In a special session, the Florida legislature is redrawing the legislative district map in the aftermath of the historic ruling earlier this year concluding that the map had been drawn using unconstitutional political gerrymandering. A draft of the new map has already been released, and is now pending approval by the state legislature and the Florida court. If adopted (reportedly a likely outcome, with only minimal changes), the new map has the potential to significantly impact at least four races, in districts 2 (Rep. Graham-D) 5 (Rep. Brown-D), 10 (Rep. Webster-R), and 13 (Rep. Jolley-R). Arab American Gwen Graham will lose a huge chunk of 2nd district minority voters, typically Democrats, to district 5 – and will have to consider whether to run again in her same district against a much more Republican voting base, or to challenge Rep. Corrine Brown for her 5th district seat. Rep. Webster on the other hand gained a significant number of minority voters and will face a more difficult race against his Democratic challenger because of it. In district 13, Rep. Jolley has left his seat to seek a Senate seat, and if former Governor Charlie Crist decides to run for Jolley’s seat, the Democrats might pick up a House seat with a Crist victory in the now Democratic-friendly district. More news from Florida.

Massachusetts Moves up Primary Date to be Early Nominating State

Secretary of State William Galvin announced the Massachusetts will hold party primaries on March 1st, making it one of the earliest nominating states in the country. Massachusetts is the only northern state to vote on March 1st, and will be a key bellwether for the prospects of democratic candidates due to Massachusetts’s democratic majority. It could also be important indicator of the appeal of GOP candidates to moderate voters. Massachusetts voting system allows un-enrolled voters to vote in the primary of their choosing, which is a hotly contested trove of votes for both parties. More news from Massachusetts.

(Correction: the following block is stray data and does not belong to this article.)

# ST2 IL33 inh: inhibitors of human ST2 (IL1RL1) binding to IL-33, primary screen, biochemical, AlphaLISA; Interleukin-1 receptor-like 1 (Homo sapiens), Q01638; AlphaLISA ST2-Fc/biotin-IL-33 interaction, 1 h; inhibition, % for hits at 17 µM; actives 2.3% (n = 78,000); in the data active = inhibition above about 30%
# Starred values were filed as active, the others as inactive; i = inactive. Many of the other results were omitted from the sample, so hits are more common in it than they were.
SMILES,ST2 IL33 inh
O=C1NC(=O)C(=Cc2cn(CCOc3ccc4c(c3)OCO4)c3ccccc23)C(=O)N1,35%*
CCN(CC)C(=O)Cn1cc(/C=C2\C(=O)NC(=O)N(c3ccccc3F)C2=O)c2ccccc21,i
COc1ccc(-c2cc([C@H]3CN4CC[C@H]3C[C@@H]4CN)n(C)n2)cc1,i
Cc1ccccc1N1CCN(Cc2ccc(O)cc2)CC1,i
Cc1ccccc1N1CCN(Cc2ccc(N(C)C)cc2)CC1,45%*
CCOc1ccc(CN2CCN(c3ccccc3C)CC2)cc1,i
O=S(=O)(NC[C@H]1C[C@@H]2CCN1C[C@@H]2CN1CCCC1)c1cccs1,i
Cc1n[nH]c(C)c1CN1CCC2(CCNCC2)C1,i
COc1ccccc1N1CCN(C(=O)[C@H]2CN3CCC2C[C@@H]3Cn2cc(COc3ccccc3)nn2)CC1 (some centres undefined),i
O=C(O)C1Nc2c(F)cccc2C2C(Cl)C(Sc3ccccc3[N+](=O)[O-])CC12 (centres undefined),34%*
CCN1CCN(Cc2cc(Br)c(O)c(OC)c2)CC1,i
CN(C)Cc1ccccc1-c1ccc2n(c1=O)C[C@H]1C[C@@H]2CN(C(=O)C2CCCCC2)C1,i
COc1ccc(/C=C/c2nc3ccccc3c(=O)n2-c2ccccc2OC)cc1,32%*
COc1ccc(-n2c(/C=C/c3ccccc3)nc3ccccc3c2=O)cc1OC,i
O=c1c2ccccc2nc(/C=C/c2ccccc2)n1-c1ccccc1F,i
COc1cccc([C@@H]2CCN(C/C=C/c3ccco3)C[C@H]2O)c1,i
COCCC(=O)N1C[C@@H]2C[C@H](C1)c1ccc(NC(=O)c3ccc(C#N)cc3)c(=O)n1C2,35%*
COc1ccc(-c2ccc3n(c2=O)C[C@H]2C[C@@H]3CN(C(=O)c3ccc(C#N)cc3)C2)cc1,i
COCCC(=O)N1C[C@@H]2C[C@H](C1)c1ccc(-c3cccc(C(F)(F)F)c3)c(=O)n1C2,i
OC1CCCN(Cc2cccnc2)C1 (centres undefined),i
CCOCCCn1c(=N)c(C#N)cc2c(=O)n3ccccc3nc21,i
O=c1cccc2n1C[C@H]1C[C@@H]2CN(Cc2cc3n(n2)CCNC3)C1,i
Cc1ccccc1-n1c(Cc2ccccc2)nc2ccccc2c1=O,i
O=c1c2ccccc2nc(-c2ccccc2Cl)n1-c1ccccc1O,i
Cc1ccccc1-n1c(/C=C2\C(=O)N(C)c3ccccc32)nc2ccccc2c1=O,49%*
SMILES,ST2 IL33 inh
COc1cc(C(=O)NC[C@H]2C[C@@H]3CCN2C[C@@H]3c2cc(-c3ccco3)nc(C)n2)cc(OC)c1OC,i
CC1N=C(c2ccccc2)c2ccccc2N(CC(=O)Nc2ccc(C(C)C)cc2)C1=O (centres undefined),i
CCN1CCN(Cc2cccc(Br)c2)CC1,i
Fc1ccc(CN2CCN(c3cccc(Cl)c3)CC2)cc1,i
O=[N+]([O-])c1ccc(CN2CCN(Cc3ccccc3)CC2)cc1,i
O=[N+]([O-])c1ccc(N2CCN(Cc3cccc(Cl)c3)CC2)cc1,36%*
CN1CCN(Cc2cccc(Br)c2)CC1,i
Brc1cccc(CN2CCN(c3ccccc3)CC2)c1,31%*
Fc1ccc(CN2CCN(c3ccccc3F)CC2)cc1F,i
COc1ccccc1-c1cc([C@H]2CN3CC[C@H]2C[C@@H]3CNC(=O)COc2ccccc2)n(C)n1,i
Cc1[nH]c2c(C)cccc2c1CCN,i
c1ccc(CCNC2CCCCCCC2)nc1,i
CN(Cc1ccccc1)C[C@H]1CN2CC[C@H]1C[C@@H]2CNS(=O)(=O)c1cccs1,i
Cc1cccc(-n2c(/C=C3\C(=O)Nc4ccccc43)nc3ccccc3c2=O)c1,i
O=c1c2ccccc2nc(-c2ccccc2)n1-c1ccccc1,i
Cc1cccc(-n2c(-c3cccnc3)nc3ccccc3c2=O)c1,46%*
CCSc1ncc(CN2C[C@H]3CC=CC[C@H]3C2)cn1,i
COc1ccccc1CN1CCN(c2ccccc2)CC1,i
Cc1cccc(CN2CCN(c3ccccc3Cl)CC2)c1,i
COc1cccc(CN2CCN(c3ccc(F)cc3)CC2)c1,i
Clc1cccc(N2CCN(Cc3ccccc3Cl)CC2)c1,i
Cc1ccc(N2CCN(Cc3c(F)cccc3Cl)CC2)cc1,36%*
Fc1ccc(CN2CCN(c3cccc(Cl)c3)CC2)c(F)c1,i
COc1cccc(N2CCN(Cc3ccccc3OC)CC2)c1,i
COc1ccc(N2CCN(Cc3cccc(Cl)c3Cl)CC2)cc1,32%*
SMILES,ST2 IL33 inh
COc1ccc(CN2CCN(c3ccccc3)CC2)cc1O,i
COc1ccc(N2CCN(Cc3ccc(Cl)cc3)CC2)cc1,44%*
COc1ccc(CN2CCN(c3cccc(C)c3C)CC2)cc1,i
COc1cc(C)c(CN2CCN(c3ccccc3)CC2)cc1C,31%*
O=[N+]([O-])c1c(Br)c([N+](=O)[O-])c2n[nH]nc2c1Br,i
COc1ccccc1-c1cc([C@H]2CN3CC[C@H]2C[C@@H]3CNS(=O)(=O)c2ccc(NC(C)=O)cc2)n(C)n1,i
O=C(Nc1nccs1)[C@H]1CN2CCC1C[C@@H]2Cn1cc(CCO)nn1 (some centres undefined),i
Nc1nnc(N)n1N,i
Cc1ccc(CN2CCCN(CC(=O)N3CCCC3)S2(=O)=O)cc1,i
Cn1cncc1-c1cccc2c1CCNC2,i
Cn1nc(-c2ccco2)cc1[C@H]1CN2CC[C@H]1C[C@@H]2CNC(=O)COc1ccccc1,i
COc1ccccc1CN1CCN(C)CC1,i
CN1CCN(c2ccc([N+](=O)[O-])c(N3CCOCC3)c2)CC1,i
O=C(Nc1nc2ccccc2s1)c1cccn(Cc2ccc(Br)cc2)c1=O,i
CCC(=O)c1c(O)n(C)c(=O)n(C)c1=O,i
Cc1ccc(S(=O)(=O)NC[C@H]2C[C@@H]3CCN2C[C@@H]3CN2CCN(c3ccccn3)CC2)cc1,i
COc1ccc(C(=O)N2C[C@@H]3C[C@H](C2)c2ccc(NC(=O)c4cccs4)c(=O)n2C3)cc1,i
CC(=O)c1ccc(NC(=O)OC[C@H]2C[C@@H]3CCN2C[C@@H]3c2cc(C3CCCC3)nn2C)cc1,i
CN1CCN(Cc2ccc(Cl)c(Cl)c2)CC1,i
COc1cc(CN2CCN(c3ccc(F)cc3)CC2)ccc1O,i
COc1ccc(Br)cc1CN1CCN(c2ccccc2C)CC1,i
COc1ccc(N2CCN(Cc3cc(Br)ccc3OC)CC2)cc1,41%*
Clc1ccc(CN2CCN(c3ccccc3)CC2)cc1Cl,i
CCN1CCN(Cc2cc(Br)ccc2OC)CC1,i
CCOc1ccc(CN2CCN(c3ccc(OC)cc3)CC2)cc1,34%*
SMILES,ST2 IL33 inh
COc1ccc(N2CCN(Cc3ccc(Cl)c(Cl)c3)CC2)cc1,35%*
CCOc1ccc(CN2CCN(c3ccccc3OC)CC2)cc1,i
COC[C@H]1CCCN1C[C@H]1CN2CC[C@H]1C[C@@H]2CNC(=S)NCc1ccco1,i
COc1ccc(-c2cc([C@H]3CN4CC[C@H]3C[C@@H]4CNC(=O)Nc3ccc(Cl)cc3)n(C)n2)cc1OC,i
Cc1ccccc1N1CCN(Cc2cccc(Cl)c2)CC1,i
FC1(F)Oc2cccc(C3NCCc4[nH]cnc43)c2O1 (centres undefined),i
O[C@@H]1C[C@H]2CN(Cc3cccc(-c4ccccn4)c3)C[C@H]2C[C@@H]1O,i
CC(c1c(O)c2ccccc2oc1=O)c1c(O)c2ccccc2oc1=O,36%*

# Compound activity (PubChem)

Pennsylvania Now Considered True 2016 “Toss-Up”

Last week the well-respected Cook Political Report reclassified Pennsylvania as a “Toss-Up” state in the 2016 elections, moving the state from it’s previous category of “Lean Democrat” in years past. With President Obama having taken Pennsylvania’s electoral votes in 2008 and 2012, the new forecast only compounds the Democratic Party’s worries for a slew of important 2016 races in the state (see here and here). Pennsylvania’s 8th district race is just one of apocalyptic concern. Considered a must-win seat and the most competitive race in the state, the seat became available when Republican Rep. Mike Fitzgerald opted to adhere to his self-imposed term limit and not seek reelection. With only a slight Republican tilt, and having been won by a Democrat in 2006, two Democratic candidates are eyeing a run, state Representative Steve Santarsiero and DCCC-backed Shaughnessy Naughton. Hoping to avoid yet another internally divisive and costly primary, reports suggest the DCCC has asked Santarsiero to drop out citing lack of fundraising. Yet other reports suggest money is pouring into the 8th, with Santarsiero in the lead. On the Republican side, the GOP has successfully narrowed a field of candidates behind state Rep. Scott Petri, making the Republican primary unified – politically and monetarily. More news from Pennsylvania.